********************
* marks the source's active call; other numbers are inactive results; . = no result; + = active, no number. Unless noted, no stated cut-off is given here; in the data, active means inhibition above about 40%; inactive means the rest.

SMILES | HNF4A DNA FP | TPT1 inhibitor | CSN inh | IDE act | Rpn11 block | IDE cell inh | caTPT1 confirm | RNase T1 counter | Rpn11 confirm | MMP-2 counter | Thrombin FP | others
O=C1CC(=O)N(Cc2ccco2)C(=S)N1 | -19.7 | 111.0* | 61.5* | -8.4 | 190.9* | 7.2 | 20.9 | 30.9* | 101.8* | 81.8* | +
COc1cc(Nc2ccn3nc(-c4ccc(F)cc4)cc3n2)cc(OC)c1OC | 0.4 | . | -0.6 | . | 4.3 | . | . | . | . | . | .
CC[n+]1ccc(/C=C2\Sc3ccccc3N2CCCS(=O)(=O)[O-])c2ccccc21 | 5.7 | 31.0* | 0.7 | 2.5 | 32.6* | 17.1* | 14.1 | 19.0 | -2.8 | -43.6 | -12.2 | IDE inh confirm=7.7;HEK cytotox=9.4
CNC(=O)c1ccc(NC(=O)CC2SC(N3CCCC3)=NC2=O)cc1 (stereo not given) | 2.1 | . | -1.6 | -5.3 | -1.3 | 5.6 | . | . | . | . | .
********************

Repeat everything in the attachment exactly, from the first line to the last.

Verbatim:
* marks the source's active call; other numbers are inactive results; . = no result; + = active, no number. Unless noted, no stated cut-off is given here; in the data, active means inhibition above about 40%; inactive means the rest.

SMILES | HNF4A DNA FP | TPT1 inhibitor | CSN inh | IDE act | Rpn11 block | IDE cell inh | caTPT1 confirm | RNase T1 counter | Rpn11 confirm | MMP-2 counter | Thrombin FP | others
O=C1CC(=O)N(Cc2ccco2)C(=S)N1 | -19.7 | 111.0* | 61.5* | -8.4 | 190.9* | 7.2 | 20.9 | 30.9* | 101.8* | 81.8* | +
COc1cc(Nc2ccn3nc(-c4ccc(F)cc4)cc3n2)cc(OC)c1OC | 0.4 | . | -0.6 | . | 4.3 | . | . | . | . | . | .
CC[n+]1ccc(/C=C2\Sc3ccccc3N2CCCS(=O)(=O)[O-])c2ccccc21 | 5.7 | 31.0* | 0.7 | 2.5 | 32.6* | 17.1* | 14.1 | 19.0 | -2.8 | -43.6 | -12.2 | IDE inh confirm=7.7;HEK cytotox=9.4
CNC(=O)c1ccc(NC(=O)CC2SC(N3CCCC3)=NC2=O)cc1 (stereo not given) | 2.1 | . | -1.6 | -5.3 | -1.3 | 5.6 | . | . | . | . | .